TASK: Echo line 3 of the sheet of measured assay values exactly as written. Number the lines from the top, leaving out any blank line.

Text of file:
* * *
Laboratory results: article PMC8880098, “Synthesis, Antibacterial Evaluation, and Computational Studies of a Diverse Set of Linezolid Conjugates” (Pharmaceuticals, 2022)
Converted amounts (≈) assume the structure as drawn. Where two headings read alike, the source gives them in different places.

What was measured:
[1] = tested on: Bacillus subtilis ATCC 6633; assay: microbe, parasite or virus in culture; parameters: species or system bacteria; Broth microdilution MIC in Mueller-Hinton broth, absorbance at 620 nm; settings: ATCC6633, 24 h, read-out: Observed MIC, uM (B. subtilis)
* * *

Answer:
What was measured: